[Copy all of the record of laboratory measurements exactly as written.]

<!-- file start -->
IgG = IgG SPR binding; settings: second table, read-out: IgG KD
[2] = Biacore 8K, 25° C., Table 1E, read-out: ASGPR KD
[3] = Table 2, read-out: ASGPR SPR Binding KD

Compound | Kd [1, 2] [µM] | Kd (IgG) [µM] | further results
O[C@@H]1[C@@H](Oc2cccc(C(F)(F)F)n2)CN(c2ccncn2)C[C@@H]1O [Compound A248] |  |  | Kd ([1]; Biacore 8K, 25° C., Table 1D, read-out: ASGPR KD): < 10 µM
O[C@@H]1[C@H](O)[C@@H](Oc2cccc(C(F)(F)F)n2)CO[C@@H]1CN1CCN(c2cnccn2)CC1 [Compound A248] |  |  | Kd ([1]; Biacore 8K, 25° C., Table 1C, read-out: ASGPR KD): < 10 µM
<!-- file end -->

IgG = IgG SPR binding; settings: second table, read-out: IgG KD
[2] = Biacore 8K, 25° C., Table 1E, read-out: ASGPR KD
[3] = Table 2, read-out: ASGPR SPR Binding KD

Compound | Kd [1, 2] [µM] | Kd (IgG) [µM] | further results
O[C@@H]1[C@@H](Oc2cccc(C(F)(F)F)n2)CN(c2ccncn2)C[C@@H]1O [Compound A248] |  |  | Kd ([1]; Biacore 8K, 25° C., Table 1D, read-out: ASGPR KD): < 10 µM
O[C@@H]1[C@H](O)[C@@H](Oc2cccc(C(F)(F)F)n2)CO[C@@H]1CN1CCN(c2cnccn2)CC1 [Compound A248] |  |  | Kd ([1]; Biacore 8K, 25° C., Table 1C, read-out: ASGPR KD): < 10 µM